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Final panel decision: what should happen to a nurse who accessed a patient's record without the authority to do so?

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Find out how the NMC panel acted in this case. Not yet read the case? Read the charge and background here 

Decision on impairment

The panel concluded that Nurse A’s misconduct was remediable. However, it noted that, in respect of dishonesty, that this is harder to remediate. The panel noted that Nurse A had engaged with this process and provided positive character references and testimonials.

Nurse A also stated that she was aware that her actions were wrong and, if she found herself in a similar situation, she would act differently. The panel noted that Nurse A said she would now document any conversation she had with a patient in a patient’s notes and complete an incident report if required.

The panel found that Nurse A had also considered the impact of her misconduct on Patient A and demonstrated some insight into her misconduct. However, it considered that her insight was limited and related mainly to the impact her misconduct had on herself. The panel considered that Nurse A failed to demonstrate why her actions in accessing Patient A’s records were wrong and inappropriate.

The panel has no documentary evidence that Nurse A had subsequently undertaken training to prevent her actions from recurring and that she fully comprehend the importance of patient confidentiality.

The panel considered that Nurse A had breached fundamental tenets of the nursing profession, namely by failing to be open and honest, act with integrity and uphold the reputation of the profession. It could not exclude the likelihood of her doing so in the future. Having regard to all of the above, the panel was satisfied that Nurse A’ fitness to practise was currently impaired.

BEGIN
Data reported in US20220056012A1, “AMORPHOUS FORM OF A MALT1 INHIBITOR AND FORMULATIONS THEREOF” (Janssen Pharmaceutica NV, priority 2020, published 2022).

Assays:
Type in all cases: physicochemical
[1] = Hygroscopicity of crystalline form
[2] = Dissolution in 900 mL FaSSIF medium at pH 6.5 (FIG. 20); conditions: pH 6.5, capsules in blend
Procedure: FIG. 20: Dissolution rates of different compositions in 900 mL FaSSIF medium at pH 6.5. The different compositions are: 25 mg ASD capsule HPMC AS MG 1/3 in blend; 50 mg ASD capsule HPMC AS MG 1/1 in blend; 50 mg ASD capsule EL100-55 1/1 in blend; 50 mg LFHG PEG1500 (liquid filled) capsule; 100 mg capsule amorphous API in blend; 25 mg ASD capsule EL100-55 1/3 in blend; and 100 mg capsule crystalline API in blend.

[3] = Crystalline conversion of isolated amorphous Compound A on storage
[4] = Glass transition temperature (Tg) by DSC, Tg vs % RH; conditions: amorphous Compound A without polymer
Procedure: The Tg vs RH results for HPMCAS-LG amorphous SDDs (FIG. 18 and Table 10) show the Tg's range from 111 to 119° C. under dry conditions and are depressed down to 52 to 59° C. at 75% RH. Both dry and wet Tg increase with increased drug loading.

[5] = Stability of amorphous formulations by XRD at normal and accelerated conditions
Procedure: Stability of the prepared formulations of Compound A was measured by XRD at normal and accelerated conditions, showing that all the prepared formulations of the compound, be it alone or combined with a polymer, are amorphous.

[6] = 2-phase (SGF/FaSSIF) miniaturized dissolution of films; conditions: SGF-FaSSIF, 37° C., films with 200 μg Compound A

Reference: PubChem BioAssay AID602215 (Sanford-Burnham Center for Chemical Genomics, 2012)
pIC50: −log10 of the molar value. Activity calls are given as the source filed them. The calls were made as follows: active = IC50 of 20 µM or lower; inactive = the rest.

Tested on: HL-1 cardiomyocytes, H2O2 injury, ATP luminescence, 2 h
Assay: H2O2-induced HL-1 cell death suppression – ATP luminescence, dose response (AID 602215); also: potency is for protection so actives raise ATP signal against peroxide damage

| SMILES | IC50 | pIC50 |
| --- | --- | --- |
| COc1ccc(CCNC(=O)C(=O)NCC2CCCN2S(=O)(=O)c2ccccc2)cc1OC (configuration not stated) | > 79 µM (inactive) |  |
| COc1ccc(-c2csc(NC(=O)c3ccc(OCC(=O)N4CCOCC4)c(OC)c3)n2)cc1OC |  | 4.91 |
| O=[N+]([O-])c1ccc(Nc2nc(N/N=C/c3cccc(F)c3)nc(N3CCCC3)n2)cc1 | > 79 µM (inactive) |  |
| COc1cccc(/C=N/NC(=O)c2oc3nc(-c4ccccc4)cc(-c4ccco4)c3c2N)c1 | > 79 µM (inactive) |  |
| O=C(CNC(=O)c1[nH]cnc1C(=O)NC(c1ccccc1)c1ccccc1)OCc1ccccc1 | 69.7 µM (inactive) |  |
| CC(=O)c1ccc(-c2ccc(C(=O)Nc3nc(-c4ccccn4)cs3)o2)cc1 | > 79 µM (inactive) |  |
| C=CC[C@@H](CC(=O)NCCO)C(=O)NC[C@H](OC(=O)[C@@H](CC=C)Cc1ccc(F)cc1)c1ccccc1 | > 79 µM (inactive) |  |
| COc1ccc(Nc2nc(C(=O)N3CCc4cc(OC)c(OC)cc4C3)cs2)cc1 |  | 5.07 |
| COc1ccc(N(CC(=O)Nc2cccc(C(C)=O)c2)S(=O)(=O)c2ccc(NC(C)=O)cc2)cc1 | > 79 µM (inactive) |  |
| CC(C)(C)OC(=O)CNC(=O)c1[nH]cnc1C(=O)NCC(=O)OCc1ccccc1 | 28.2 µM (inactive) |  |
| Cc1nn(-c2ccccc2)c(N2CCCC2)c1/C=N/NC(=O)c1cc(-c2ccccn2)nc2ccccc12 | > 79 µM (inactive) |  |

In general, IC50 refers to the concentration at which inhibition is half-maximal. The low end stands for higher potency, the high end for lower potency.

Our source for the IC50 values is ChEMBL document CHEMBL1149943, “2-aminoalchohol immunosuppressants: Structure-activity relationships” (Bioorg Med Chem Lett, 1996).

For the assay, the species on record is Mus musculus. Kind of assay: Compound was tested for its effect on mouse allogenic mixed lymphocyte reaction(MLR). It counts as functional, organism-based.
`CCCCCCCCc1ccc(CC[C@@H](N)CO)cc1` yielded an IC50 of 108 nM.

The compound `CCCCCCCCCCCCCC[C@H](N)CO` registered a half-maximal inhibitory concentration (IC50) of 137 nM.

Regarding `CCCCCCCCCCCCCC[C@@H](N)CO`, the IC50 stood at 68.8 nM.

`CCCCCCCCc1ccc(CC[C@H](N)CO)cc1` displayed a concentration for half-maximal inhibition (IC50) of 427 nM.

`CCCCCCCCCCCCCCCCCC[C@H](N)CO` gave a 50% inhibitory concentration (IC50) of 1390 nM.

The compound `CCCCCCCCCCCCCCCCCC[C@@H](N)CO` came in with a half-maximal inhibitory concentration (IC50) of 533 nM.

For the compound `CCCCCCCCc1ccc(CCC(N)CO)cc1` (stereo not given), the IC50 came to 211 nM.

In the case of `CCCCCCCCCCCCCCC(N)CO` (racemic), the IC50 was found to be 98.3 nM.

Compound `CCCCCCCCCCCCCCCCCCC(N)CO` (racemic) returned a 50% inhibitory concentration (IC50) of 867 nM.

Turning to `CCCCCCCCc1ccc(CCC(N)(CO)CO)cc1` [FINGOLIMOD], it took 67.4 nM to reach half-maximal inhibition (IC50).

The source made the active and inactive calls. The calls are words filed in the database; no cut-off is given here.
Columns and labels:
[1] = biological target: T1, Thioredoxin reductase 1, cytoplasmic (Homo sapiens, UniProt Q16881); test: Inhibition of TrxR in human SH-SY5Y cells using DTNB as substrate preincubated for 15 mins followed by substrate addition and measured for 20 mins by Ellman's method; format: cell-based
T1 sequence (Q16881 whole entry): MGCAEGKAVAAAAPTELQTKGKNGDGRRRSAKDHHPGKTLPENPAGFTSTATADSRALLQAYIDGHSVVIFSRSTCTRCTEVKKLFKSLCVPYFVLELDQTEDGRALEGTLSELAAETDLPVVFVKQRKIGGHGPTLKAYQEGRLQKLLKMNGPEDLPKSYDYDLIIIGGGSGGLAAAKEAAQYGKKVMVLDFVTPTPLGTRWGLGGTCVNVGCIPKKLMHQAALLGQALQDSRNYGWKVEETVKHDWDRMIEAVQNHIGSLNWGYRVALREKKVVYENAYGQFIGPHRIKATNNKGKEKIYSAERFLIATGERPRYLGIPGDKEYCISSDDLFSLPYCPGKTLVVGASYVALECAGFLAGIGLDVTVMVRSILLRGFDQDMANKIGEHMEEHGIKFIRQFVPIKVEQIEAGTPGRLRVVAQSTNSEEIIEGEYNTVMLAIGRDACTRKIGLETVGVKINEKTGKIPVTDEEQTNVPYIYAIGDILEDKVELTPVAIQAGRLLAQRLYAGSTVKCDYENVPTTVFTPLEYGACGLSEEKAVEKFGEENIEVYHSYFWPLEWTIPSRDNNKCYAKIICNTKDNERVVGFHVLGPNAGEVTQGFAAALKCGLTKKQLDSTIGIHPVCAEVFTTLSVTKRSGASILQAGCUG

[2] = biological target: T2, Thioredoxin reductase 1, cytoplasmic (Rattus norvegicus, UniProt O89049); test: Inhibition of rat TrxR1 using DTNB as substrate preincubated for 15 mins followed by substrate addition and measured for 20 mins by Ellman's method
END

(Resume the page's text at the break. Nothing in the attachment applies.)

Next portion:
Determination on sanction

The panel considered this case very carefully and decided to make a suspension order for a period of 12 months. The legal assessor, Mr X submitted that her misconduct related to an isolated incident in an otherwise unblemished nursing career. He submitted that the panel had clear evidence within her references and testimonials that she was a professional, able and highly effective nurse.

Mr X submitted that the facts found proved do not demonstrate any clinical deficiencies within your practice, but arose out of a complicated friendship.

The panel accepted the advice of the legal assessor. The panel was of the view that Nurse A’s misconduct was a serious departure from the standards of a registered nurse. While she had shown some remorse for her actions, a risk of repetition of misconduct remain.

The panel considered that this order was necessary to mark the importance of maintaining public confidence in the profession, and to send to the public and the profession a clear message about the standard of behaviour required of a registered nurse who has inappropriately accessed patient records.

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